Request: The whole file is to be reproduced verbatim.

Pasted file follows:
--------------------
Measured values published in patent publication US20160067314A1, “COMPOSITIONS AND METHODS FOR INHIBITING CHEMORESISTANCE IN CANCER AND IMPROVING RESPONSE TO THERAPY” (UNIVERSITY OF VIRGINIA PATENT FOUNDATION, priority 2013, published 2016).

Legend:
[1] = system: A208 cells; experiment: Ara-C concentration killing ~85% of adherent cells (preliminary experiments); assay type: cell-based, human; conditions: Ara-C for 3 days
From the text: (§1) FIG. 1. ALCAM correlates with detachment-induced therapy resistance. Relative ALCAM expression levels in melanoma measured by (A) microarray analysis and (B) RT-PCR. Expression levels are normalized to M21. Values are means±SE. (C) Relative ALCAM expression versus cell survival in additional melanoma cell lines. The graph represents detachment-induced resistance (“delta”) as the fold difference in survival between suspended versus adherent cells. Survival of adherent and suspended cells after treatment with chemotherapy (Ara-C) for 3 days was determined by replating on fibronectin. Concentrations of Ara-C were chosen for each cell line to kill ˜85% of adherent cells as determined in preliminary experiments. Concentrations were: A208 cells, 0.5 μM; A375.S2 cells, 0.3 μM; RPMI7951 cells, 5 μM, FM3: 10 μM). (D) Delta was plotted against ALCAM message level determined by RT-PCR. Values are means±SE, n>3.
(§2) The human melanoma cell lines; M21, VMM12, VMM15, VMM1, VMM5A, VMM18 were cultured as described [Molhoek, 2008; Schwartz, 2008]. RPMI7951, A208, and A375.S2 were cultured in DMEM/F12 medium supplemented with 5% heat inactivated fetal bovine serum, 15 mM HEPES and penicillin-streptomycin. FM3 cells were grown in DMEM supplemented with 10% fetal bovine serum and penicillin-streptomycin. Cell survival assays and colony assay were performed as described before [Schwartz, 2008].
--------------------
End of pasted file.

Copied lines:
Measured values published in patent publication US20160067314A1, “COMPOSITIONS AND METHODS FOR INHIBITING CHEMORESISTANCE IN CANCER AND IMPROVING RESPONSE TO THERAPY” (UNIVERSITY OF VIRGINIA PATENT FOUNDATION, priority 2013, published 2016).

Legend:
[1] = system: A208 cells; experiment: Ara-C concentration killing ~85% of adherent cells (preliminary experiments); assay type: cell-based, human; conditions: Ara-C for 3 days
From the text: (§1) FIG. 1. ALCAM correlates with detachment-induced therapy resistance. Relative ALCAM expression levels in melanoma measured by (A) microarray analysis and (B) RT-PCR. Expression levels are normalized to M21. Values are means±SE. (C) Relative ALCAM expression versus cell survival in additional melanoma cell lines. The graph represents detachment-induced resistance (“delta”) as the fold difference in survival between suspended versus adherent cells. Survival of adherent and suspended cells after treatment with chemotherapy (Ara-C) for 3 days was determined by replating on fibronectin. Concentrations of Ara-C were chosen for each cell line to kill ˜85% of adherent cells as determined in preliminary experiments. Concentrations were: A208 cells, 0.5 μM; A375.S2 cells, 0.3 μM; RPMI7951 cells, 5 μM, FM3: 10 μM). (D) Delta was plotted against ALCAM message level determined by RT-PCR. Values are means±SE, n>3.
(§2) The human melanoma cell lines; M21, VMM12, VMM15, VMM1, VMM5A, VMM18 were cultured as described [Molhoek, 2008; Schwartz, 2008]. RPMI7951, A208, and A375.S2 were cultured in DMEM/F12 medium supplemented with 5% heat inactivated fetal bovine serum, 15 mM HEPES and penicillin-streptomycin. FM3 cells were grown in DMEM supplemented with 10% fetal bovine serum and penicillin-streptomycin. Cell survival assays and colony assay were performed as described before [Schwartz, 2008].